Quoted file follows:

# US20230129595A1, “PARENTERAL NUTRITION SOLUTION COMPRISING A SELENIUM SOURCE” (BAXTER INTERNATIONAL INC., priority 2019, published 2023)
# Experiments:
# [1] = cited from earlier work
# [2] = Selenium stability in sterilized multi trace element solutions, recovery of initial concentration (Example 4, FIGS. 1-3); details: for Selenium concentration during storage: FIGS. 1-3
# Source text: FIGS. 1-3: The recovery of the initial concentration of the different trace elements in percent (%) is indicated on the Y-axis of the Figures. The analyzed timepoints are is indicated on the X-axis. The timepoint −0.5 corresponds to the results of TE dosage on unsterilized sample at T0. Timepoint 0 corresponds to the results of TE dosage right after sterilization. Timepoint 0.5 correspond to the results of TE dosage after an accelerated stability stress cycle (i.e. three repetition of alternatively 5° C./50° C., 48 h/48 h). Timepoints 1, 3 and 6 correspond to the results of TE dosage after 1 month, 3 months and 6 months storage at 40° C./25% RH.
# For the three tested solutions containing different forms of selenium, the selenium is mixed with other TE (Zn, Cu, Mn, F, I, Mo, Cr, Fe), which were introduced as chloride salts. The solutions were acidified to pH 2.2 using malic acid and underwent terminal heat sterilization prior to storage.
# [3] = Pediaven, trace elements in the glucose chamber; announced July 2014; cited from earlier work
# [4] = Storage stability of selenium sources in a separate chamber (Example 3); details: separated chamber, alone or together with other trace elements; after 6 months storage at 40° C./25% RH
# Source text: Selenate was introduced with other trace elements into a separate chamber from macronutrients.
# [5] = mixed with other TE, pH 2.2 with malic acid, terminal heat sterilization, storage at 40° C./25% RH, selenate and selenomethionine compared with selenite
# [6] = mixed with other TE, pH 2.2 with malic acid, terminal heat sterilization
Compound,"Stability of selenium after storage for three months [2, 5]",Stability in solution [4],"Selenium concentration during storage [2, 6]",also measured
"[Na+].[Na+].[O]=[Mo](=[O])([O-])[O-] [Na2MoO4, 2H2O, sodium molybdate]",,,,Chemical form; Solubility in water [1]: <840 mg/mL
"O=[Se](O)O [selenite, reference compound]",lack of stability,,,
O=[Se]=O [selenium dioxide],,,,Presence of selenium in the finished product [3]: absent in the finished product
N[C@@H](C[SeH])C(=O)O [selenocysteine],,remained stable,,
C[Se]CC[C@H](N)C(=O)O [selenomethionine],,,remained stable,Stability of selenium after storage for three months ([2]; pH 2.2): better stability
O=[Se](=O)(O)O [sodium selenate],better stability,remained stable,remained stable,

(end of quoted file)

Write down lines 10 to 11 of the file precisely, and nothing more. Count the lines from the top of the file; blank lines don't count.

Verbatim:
# [5] = mixed with other TE, pH 2.2 with malic acid, terminal heat sterilization, storage at 40° C./25% RH, selenate and selenomethionine compared with selenite
# [6] = mixed with other TE, pH 2.2 with malic acid, terminal heat sterilization